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Wednesday the NCAA made its ruling on two appeals of sanctions made by Syracuse University, with the news being mixed for the men’s basketball program.

On the positive side the NCAA ruled that Syracuse will be docked two scholarships per season for the next four years, as opposed to the original ruling of three. As a result Jim Boeheim’s program only has to account for the loss of eight total scholarships, meaning that they’ll have 11 to fill in each of the next four seasons as opposed to ten.

One scholarship may not seem like a big deal, but in a sport where you only get 13 (when not dealing with sanctions) getting that grant-in-aid back really helps from a recruiting standpoint.

As for the negatives, they both concern Boeheim. Not only has there yet to be a ruling on Boeheim’s appeal of his nine-game suspension that goes into effect when ACC play begins in January (that appeal is being heard separately), but the appeal to reinstate the wins that were vacated as part of the sanctions was denied. As a result Boeheim officially has 868 wins instead of 969 (not counting today’s game against Charlotte).

And with Mike Hopkins set to take over as head coach in 2018, the denial means that college basketball will have to wait quite some time before anyone threatens to join Duke’s Mike Krzyzewski in the 1,000 wins club.

While not having the wins officially reinstated does hurt, getting a scholarship back for each of the next four seasons is a bigger deal when it comes to the long-term health of the Syracuse program. Also of great importance will be the ruling regarding Boeheim’s suspension, as a suspended coach is not allowed to have any contact with his players or coaching staff while serving the penalty.

And with the original ruling due to take up half of Syracuse’s league slate, not having Boeheim (or the chance to speak with him) is a big deal when it comes to this current team.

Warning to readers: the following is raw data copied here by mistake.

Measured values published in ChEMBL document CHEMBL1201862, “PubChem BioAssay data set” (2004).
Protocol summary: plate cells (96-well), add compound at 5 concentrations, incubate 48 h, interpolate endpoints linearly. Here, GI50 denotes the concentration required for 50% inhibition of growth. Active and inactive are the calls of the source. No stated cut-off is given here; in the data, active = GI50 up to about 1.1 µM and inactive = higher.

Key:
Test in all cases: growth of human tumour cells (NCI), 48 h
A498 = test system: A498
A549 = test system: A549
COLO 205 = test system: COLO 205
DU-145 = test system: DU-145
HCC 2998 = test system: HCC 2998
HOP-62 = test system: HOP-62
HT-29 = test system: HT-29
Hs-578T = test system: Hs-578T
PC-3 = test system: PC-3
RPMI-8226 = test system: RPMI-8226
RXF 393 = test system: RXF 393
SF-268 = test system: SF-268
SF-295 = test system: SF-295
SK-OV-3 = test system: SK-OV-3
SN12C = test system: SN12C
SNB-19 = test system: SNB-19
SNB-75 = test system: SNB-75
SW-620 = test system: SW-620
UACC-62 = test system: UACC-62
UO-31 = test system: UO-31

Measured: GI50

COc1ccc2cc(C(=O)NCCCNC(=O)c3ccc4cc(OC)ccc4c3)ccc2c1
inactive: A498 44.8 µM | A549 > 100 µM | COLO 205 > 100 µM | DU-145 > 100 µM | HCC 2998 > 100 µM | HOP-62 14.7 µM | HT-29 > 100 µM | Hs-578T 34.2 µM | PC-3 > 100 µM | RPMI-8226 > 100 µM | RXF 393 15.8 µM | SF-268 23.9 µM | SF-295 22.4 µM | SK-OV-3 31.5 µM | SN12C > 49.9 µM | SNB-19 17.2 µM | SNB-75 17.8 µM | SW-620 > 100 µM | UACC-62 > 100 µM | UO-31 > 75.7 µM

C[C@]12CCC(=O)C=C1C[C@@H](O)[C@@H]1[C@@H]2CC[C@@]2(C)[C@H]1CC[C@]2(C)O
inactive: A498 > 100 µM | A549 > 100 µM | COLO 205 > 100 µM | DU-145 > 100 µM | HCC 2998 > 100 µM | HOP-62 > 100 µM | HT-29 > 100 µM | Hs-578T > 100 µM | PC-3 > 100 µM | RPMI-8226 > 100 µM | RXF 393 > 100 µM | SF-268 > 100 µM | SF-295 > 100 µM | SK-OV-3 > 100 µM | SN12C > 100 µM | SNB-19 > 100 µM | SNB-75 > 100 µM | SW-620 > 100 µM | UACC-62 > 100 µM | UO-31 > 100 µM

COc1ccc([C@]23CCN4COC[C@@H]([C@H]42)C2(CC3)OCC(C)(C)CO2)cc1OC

St. John’s forward Kassoum Yakwe cleared by NCAA

Chris Mullin
AP Photo/Rick Bowmer
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St. John’s forward Kassoum Yakwe has been cleared by the NCAA to play this season and will be eligible immediately, the school announced on Wednesday.

Yakwe is a 6-foot-8 forward that reclassified and enrolled at St. John’s this fall. He attended the same high school as Kansas forward Cheick Diallo, who was also cleared by the NCAA to play today.

St. John’s played in the Maui Invitational this week, and Yakwe did not take part. His first game with the Johnnies will be on Dec. 2nd against Fordham if the program plans to play his this season.

The question that must be asked, however, is whether or not he will suit up or simply redshirt. The Johnnies are in the midst of a serious rebuild and will be without their other elite recruit this season, Marcus Lovett. Lovett was ruled a partial qualifier. Would it make sense to burn a year of eligibility on what make amount to a wasted season, or will head coach Chris Mullin opt to save that year for down the road?